MetroNaps' Christopher Lindholst Interview

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Date:
Wednesday, February 14, 2018

As NSF's SleepTech program continues to grow, we thought it would be appropriate to share some insights with one of the industry’s first leaders, Christopher Lindholst , CEO and Co-Founder of MetroNaps.

 

Founded in 2003, and based on the then “crazy idea” of encouraging workers to sleep on the job, the company developed its signature EnergyPod, widely recognized as the world’s first chair expressly designed to encourage napping in the workplace. Today, EnergyPods are ubiquitous at leading companies, universities, and health care facilities across the globe.

 

Christopher currently serves as the SleepTech Council’s Chair. He describes himself as the “biggest cheerleader” for the organization and for the industry as a whole.

 

Looking back 15 years ago, where did you think the sleep technology space was going?

At the time, what we saw was a real need for sleep among real human beings. We weren’t really thinking about the industry as a whole, but more specifically on what kind of sleep solution could we provide employees so they would be happier, healthier, and more productive.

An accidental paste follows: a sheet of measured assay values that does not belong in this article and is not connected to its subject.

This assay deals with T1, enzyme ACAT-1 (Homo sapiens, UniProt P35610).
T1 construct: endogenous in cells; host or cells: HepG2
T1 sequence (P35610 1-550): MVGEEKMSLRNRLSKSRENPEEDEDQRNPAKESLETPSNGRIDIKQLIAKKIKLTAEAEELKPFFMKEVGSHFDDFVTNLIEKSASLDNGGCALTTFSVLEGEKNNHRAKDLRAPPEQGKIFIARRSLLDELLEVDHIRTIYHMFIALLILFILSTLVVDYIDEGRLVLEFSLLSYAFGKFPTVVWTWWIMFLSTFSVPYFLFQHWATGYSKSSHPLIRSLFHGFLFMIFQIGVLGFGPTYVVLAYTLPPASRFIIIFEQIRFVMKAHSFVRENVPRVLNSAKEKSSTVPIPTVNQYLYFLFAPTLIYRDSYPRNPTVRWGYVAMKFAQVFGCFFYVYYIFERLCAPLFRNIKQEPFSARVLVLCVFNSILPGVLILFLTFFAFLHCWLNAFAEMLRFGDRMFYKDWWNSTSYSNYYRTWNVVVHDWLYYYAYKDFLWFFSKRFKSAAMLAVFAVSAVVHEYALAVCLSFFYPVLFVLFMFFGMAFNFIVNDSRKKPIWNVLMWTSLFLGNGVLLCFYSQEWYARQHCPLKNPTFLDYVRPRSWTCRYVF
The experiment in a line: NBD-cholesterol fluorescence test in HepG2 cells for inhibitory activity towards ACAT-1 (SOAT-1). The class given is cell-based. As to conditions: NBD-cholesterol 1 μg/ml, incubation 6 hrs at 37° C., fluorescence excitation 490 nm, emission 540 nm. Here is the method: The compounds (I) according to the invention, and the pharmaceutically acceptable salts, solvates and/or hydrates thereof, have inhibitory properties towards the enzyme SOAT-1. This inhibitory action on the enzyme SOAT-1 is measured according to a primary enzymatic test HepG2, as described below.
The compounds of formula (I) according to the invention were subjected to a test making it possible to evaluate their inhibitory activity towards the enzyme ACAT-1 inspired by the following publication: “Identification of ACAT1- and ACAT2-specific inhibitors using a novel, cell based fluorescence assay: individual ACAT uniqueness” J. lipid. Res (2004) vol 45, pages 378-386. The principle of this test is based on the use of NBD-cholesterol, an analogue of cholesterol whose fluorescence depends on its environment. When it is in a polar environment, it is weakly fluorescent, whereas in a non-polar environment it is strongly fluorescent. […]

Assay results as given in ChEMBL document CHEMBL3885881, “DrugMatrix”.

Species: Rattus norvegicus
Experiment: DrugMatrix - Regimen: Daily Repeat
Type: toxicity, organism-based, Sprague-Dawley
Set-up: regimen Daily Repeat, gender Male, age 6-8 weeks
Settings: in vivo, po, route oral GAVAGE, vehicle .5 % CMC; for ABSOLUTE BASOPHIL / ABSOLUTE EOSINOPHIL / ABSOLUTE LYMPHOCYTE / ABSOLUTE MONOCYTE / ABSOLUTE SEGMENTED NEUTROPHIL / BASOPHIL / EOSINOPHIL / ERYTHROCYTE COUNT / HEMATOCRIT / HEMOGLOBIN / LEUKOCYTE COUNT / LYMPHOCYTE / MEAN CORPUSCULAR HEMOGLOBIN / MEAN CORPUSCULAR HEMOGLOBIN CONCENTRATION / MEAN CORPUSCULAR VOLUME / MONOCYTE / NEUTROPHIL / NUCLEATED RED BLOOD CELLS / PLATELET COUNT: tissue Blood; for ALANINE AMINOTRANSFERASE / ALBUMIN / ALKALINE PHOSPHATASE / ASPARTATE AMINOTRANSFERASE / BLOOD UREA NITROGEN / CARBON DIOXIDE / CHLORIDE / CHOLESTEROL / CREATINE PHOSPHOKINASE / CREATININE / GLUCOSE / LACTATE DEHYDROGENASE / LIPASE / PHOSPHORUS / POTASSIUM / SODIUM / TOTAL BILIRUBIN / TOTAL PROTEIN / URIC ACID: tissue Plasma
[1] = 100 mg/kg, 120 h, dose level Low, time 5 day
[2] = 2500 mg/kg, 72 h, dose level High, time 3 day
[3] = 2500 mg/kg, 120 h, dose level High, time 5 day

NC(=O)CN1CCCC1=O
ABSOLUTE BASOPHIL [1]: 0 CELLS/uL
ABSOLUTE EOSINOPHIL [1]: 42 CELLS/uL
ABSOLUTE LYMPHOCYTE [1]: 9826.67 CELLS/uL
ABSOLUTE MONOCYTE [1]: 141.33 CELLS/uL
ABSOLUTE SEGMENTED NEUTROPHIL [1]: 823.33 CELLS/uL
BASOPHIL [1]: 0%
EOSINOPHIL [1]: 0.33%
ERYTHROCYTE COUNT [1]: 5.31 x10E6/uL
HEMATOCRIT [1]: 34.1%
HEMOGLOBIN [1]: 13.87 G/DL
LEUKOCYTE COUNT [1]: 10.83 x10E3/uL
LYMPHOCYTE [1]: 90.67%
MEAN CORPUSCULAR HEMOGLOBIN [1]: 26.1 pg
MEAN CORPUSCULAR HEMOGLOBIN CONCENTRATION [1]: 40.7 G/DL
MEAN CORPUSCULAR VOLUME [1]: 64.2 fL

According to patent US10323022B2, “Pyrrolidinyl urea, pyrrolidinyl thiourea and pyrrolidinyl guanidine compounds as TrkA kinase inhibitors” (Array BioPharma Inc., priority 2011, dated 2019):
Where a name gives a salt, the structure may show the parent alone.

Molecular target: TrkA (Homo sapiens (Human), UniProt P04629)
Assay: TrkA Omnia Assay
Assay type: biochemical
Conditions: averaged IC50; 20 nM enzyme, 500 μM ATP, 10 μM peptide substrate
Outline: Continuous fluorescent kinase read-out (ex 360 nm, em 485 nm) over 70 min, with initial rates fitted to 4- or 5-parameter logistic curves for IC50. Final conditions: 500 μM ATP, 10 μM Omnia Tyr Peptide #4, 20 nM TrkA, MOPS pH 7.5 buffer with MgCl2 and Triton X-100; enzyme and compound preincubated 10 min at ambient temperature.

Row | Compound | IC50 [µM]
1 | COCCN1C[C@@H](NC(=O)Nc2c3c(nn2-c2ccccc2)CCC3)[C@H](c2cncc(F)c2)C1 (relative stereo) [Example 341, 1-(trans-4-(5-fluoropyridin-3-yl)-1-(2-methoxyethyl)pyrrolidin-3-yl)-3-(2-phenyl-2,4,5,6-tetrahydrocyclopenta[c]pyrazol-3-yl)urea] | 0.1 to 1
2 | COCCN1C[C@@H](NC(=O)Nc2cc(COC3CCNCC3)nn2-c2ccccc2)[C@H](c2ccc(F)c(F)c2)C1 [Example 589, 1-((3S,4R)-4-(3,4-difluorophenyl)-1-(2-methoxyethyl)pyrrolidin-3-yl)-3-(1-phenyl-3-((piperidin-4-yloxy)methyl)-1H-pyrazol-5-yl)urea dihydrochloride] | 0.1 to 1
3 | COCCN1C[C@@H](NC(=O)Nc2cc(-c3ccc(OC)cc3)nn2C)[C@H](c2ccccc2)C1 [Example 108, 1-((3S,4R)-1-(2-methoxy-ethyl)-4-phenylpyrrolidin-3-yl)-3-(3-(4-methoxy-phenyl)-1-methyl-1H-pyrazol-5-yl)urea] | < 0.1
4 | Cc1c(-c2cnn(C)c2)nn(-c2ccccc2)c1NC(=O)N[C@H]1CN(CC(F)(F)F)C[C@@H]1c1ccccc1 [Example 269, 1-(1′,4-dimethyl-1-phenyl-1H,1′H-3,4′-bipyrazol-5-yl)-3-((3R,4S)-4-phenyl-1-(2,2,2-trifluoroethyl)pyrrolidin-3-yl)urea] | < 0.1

How receptive were people to the idea?

In the beginning, it was really quite varied. As is somewhat the case today, the work culture was one that placed a stigma on napping. Now, we knew from our research -- and our own personal experiences -- that exhausted employees would sneak away for a quick cat nap in the midst of long workdays. So, the emphasis became on educating employers about the value of sleep. 

 

Compare attitudes in 2018 to back then?

They’re definitely changing for the better. To a large degree it’s generational, I believe. Members of the Millennial generation are much more aware of their need for balance and of the benefits of a quick, restorative nap during a long workday. To them there’s no stigma and no shame in grabbing 40 winks. 

 

It’s sort of the inverse of attitudes toward smoking indoors, perhaps?

Absolutely. An older generation of workers smoked on the job. It took decades for that behavior to be frowned upon. And now, of course,

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